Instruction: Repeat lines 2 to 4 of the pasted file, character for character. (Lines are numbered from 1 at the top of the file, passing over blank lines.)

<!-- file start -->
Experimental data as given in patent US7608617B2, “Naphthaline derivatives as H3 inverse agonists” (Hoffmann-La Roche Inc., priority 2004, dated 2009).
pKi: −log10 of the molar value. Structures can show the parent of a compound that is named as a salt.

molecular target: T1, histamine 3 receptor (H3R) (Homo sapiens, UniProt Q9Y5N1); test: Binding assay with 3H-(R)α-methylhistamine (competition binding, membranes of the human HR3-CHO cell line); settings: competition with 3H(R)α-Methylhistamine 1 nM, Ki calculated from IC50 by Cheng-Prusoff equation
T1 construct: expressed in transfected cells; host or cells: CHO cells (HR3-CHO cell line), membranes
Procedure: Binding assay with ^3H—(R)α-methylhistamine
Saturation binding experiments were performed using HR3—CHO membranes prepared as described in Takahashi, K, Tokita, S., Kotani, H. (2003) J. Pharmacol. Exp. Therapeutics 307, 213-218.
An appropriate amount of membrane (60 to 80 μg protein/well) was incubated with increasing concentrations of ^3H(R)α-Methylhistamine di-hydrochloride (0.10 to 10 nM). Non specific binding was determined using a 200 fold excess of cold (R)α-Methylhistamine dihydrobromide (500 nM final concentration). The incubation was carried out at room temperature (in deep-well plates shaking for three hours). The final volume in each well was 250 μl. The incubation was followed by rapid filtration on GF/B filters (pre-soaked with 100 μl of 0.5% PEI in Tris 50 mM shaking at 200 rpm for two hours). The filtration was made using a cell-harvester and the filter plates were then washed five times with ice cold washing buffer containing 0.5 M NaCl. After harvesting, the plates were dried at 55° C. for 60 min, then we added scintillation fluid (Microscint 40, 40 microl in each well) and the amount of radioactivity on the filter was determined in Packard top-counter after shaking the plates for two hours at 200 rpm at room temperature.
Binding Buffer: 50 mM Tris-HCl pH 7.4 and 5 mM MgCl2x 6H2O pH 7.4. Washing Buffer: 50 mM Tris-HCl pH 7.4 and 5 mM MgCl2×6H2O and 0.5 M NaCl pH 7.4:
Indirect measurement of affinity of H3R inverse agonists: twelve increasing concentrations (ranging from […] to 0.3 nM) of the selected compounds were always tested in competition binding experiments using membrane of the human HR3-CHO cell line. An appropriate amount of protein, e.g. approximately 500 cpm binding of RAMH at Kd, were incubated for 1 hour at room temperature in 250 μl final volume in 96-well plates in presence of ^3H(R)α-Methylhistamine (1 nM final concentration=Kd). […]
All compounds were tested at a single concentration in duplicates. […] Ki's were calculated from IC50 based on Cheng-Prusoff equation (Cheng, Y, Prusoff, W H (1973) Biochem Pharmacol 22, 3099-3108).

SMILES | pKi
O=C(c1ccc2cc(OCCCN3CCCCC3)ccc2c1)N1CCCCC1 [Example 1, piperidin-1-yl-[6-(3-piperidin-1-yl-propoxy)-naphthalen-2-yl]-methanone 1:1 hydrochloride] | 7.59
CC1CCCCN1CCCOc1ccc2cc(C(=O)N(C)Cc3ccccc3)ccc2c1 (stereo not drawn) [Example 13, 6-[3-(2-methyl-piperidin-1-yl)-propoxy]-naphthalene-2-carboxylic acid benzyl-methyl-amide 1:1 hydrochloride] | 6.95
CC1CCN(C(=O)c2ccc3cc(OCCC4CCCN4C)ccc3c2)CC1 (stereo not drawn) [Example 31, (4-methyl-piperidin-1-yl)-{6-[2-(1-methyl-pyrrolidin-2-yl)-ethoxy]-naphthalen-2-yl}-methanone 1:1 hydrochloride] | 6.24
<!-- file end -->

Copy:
pKi: −log10 of the molar value. Structures can show the parent of a compound that is named as a salt.

molecular target: T1, histamine 3 receptor (H3R) (Homo sapiens, UniProt Q9Y5N1); test: Binding assay with 3H-(R)α-methylhistamine (competition binding, membranes of the human HR3-CHO cell line); settings: competition with 3H(R)α-Methylhistamine 1 nM, Ki calculated from IC50 by Cheng-Prusoff equation
T1 construct: expressed in transfected cells; host or cells: CHO cells (HR3-CHO cell line), membranes